24 Dec 2016

What’s a Good Score with the New SAT?

One question we are constantly getting asked about the new SAT is: What is a good score? On the old (less new) SAT, 10 years of existence and associated data led to a pretty solid answer: 2200+ for top schools, 1800+ for competitive schools, and below that choices were limited to State Universities and/or careers in the fast food industry (not exactly true). But the numbers were there, the data were solid. But now the question raises its head again.

And the SAT is lying about what a good score is. Laughing, but still lying.

According to the College Board (the ultra-rich but totally NOT for profit organization responsible for the torture known as the SAT) concordance, a score of 1400 (650 reading 750 Math) on the new test is equivalent to a score of 1990 on the old one. This is patently untrue. Actually untrue. A lie based on number manipulation and all manner of data disfiguring.

This concordance is based on the first administration of the new SAT, March of this year, which is an incredibly small sample of test-takers, as well as a group that is self-selected (meaning they probably are more focused on college preparation than an average student). Additionally, it makes the claim that the two tests are equitable. This is not true at all. The new SAT is a completely different test, with different parameters and different scoring methods. The new SAT has no guessing penalty, has only 4 answer choices, and has no obscure vocabulary. So while the scale (200-800) per section is the same, the actual test is undeniably different. What these changes mean is that students are going to answer more questions, guess on more questions, and therefore statistically they will get more questions correct. More questions correct means a higher score, so the take-away is that the new SAT scores are inflated, in some cases by as much as 80 points higher than the old test (comparing a 1600-1600 score)(source).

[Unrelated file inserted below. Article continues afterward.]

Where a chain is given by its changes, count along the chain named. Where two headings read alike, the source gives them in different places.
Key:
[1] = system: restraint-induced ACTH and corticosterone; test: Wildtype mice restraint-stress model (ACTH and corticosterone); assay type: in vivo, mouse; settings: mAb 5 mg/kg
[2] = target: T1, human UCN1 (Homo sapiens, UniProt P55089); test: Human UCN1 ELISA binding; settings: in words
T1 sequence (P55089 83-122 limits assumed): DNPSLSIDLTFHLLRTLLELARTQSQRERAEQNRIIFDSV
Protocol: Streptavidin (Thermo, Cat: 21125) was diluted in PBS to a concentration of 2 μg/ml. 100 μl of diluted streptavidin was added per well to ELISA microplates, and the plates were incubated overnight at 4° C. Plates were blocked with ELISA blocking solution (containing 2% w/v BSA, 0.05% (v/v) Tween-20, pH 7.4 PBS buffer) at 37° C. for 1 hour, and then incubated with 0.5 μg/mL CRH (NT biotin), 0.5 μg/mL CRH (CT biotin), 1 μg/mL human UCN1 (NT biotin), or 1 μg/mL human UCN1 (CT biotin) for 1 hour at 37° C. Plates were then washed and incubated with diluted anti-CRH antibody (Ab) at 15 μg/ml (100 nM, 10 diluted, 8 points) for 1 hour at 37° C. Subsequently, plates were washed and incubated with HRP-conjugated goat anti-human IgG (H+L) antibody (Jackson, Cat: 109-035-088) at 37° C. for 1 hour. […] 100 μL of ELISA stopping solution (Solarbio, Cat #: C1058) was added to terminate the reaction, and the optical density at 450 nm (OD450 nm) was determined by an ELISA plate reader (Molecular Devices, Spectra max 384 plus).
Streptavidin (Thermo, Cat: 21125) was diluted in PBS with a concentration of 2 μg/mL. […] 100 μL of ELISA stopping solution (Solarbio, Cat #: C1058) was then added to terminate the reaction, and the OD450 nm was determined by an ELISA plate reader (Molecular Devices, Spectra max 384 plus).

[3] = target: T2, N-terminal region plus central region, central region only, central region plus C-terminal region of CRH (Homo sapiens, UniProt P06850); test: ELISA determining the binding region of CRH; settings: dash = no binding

What that means is the new higher score isn’t really as high as you thought.  It’s not as high as the SAT says, and the ACT (the #1 Admissions test since 2012) is saying that any current link to new SAT scores to current ACT scores is both misleading and incorrect and has refused to endorse the ACT to New SAT equivalency tables.  By removing its support from the equivalence posted by the College Board, the ACT has actually made the interpretation of SAT scores a little bit like stepping off an unseen ledge.  Oops.  Sorry SAT.

So what does this mean for our students? Simply stated the current high scores will not last for much longer, as the SAT will have to normalize the scores (adjusting the mean score to a preset standard, i.e. 500 in both sections for example) after this current round of testing (or this admissions cycle). That means every student should take advantage of the skewed scores and get in on the party while the party is still fun. Why? Because the only people the SAT scores matter to are the admissions officers at colleges, and even though there may be an intellectual understanding that the new SAT scores are skewing higher, thereís an instinctual reaction to seeing a bigger score: No matter what the egg-heads say, 1400 is bigger than 1320. This isnít even a matter of admissions offices educating themselves, this is a matter of the SAT eventually adjusting the scores to center where they want them to. Then the party will be over.

To summarize: whatís a good score? The exact same score it used to be: 1450+ for elite schools and 1200+ for selective schools. It just happens that currently, those scores are easier to achieve.

And now a sloth demonstrates how we all feel after that explanation:

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